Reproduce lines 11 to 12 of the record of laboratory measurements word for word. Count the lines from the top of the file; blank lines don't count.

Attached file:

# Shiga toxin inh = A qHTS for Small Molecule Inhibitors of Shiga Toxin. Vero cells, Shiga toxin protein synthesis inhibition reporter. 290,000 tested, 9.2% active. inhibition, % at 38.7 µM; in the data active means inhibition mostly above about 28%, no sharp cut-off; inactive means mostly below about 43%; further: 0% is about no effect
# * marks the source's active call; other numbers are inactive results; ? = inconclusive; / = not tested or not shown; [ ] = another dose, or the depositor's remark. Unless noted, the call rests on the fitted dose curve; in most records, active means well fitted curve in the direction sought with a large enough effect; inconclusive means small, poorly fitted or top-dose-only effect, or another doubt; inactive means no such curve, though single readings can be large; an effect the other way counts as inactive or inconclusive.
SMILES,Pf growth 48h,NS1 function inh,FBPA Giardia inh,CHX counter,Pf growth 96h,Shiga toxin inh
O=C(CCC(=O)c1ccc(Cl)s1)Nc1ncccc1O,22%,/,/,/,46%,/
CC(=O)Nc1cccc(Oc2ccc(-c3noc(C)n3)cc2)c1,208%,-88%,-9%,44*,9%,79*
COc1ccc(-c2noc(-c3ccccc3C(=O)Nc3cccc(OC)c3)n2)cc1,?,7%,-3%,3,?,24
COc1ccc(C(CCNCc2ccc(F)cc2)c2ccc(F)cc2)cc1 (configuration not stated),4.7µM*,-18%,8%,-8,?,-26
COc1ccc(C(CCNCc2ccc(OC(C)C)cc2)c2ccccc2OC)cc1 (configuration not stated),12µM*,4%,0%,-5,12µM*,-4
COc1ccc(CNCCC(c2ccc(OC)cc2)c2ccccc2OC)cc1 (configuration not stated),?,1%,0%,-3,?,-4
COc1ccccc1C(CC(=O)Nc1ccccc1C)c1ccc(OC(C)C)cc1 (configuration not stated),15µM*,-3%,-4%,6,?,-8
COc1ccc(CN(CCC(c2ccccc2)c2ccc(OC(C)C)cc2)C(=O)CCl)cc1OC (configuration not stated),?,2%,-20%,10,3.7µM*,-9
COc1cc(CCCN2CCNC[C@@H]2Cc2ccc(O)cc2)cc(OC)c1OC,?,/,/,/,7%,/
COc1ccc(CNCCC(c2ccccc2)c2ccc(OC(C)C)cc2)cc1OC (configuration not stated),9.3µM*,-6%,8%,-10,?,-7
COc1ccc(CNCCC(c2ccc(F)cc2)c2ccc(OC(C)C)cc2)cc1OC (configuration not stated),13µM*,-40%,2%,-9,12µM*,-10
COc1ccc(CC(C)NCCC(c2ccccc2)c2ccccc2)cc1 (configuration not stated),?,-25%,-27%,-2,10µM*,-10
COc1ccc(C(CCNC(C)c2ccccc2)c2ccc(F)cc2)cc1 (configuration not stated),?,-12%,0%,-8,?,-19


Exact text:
COc1ccc(CN(CCC(c2ccccc2)c2ccc(OC(C)C)cc2)C(=O)CCl)cc1OC (configuration not stated),?,2%,-20%,10,3.7µM*,-9
COc1cc(CCCN2CCNC[C@@H]2Cc2ccc(O)cc2)cc(OC)c1OC,?,/,/,/,7%,/